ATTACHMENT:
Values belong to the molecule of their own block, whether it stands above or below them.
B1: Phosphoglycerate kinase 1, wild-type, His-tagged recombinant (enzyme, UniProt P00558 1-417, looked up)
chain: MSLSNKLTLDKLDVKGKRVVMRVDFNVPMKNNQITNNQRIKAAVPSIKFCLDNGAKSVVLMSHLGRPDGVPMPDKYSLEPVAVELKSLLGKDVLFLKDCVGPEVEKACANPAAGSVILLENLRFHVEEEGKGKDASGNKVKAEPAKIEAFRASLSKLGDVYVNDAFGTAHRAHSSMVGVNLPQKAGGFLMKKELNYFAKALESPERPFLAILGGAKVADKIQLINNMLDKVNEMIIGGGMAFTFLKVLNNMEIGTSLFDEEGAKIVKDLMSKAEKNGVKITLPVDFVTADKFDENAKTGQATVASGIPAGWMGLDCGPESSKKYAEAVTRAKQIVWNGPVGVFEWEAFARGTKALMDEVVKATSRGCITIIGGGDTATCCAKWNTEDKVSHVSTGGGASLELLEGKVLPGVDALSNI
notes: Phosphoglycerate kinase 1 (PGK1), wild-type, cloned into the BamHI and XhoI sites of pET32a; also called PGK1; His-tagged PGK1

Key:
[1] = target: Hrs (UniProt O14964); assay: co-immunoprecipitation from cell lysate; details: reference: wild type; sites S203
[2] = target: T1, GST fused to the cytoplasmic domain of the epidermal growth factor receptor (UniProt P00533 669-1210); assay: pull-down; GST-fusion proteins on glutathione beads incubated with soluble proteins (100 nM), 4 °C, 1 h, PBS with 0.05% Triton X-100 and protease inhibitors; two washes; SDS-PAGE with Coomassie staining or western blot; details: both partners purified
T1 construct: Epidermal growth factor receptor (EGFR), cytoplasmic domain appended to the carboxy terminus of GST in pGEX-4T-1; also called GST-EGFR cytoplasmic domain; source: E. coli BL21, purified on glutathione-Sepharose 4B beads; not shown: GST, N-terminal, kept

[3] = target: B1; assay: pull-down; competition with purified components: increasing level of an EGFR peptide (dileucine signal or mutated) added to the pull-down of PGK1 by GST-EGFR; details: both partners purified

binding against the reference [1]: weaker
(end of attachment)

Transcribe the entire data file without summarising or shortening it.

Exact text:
Values belong to the molecule of their own block, whether it stands above or below them.
B1: Phosphoglycerate kinase 1, wild-type, His-tagged recombinant (enzyme, UniProt P00558 1-417, looked up)
chain: MSLSNKLTLDKLDVKGKRVVMRVDFNVPMKNNQITNNQRIKAAVPSIKFCLDNGAKSVVLMSHLGRPDGVPMPDKYSLEPVAVELKSLLGKDVLFLKDCVGPEVEKACANPAAGSVILLENLRFHVEEEGKGKDASGNKVKAEPAKIEAFRASLSKLGDVYVNDAFGTAHRAHSSMVGVNLPQKAGGFLMKKELNYFAKALESPERPFLAILGGAKVADKIQLINNMLDKVNEMIIGGGMAFTFLKVLNNMEIGTSLFDEEGAKIVKDLMSKAEKNGVKITLPVDFVTADKFDENAKTGQATVASGIPAGWMGLDCGPESSKKYAEAVTRAKQIVWNGPVGVFEWEAFARGTKALMDEVVKATSRGCITIIGGGDTATCCAKWNTEDKVSHVSTGGGASLELLEGKVLPGVDALSNI
notes: Phosphoglycerate kinase 1 (PGK1), wild-type, cloned into the BamHI and XhoI sites of pET32a; also called PGK1; His-tagged PGK1

Key:
[1] = target: Hrs (UniProt O14964); assay: co-immunoprecipitation from cell lysate; details: reference: wild type; sites S203
[2] = target: T1, GST fused to the cytoplasmic domain of the epidermal growth factor receptor (UniProt P00533 669-1210); assay: pull-down; GST-fusion proteins on glutathione beads incubated with soluble proteins (100 nM), 4 °C, 1 h, PBS with 0.05% Triton X-100 and protease inhibitors; two washes; SDS-PAGE with Coomassie staining or western blot; details: both partners purified
T1 construct: Epidermal growth factor receptor (EGFR), cytoplasmic domain appended to the carboxy terminus of GST in pGEX-4T-1; also called GST-EGFR cytoplasmic domain; source: E. coli BL21, purified on glutathione-Sepharose 4B beads; not shown: GST, N-terminal, kept

[3] = target: B1; assay: pull-down; competition with purified components: increasing level of an EGFR peptide (dileucine signal or mutated) added to the pull-down of PGK1 by GST-EGFR; details: both partners purified

binding against the reference [1]: weaker